Polymorphisms in fibronectin binding protein A of Staphylococcus aureus are associated with infection of cardiovascular devices.

Journal Article (Journal Article)

Medical implants, like cardiovascular devices, improve the quality of life for countless individuals but may become infected with bacteria like Staphylococcus aureus. Such infections take the form of a biofilm, a structured community of bacterial cells adherent to the surface of a solid substrate. Every biofilm begins with an attractive force or bond between bacterium and substratum. We used atomic force microscopy to probe experimentally forces between a fibronectin-coated surface (i.e., proxy for an implanted cardiac device) and fibronectin-binding receptors on the surface of individual living bacteria from each of 80 clinical isolates of S. aureus. These isolates originated from humans with infected cardiac devices (CDI; n = 26), uninfected cardiac devices (n = 20), and the anterior nares of asymptomatic subjects (n = 34). CDI isolates exhibited a distinct binding-force signature and had specific single amino acid polymorphisms in fibronectin-binding protein A corresponding to E652D, H782Q, and K786N. In silico molecular dynamics simulations demonstrate that residues D652, Q782, and N786 in fibronectin-binding protein A form extra hydrogen bonds with fibronectin, complementing the higher binding force and energy measured by atomic force microscopy for the CDI isolates. This study is significant, because it links pathogenic bacteria biofilms from the length scale of bonds acting across a nanometer-scale space to the clinical presentation of disease at the human dimension.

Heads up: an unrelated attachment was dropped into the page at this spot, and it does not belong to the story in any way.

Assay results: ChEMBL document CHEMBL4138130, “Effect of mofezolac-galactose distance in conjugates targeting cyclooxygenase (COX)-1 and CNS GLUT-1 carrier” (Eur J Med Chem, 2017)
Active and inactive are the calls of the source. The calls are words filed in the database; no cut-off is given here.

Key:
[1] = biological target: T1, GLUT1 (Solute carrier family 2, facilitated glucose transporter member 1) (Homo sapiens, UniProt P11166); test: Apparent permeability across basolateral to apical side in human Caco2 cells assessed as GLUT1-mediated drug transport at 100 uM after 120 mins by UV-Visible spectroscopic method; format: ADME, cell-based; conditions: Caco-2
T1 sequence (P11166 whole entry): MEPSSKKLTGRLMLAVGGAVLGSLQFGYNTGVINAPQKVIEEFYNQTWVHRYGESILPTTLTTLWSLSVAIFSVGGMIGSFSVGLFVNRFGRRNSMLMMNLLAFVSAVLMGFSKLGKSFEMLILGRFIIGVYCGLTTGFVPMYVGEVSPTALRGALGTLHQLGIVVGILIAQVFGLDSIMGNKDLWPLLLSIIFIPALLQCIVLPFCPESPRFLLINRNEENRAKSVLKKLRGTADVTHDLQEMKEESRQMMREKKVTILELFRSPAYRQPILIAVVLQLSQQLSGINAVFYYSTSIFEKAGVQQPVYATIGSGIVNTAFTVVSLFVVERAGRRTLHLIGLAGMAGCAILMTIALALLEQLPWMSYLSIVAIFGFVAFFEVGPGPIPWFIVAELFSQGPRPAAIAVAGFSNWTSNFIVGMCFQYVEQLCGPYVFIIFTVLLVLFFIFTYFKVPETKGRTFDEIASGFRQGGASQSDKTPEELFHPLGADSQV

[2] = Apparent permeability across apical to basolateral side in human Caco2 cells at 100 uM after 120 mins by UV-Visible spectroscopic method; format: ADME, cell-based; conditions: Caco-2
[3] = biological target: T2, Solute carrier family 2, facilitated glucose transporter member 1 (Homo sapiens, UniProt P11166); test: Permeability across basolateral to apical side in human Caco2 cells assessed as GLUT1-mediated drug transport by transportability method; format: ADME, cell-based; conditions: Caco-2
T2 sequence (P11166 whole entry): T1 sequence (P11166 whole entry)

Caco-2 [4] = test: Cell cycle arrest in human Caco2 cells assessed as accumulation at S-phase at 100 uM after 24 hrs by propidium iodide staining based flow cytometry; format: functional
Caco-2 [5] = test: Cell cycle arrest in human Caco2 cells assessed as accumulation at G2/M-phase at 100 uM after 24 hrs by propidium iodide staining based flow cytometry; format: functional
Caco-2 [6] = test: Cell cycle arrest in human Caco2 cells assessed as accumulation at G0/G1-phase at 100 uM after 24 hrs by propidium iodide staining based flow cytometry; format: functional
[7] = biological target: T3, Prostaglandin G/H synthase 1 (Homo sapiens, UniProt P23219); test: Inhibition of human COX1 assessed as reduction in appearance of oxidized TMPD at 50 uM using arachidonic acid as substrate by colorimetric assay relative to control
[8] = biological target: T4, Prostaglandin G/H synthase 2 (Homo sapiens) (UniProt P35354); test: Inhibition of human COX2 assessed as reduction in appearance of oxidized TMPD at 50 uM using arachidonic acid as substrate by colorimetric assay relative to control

Full Text

Duke Authors

Cited Authors

  • Lower, SK; Lamlertthon, S; Casillas-Ituarte, NN; Lins, RD; Yongsunthon, R; Taylor, ES; DiBartola, AC; Edmonson, C; McIntyre, LM; Reller, LB; Que, Y-A; Ros, R; Lower, BH; Fowler, VG

Published Date

  • November 2011

Published In

Volume / Issue

  • 108 / 45

Start / End Page

  • 18372 - 18377

PubMed ID

  • 22025727

Pubmed Central ID

  • PMC3215016

Electronic International Standard Serial Number (EISSN)

  • 1091-6490

International Standard Serial Number (ISSN)

  • 0027-8424

Digital Object Identifier (DOI)

  • 10.1073/pnas.1109071108


  • eng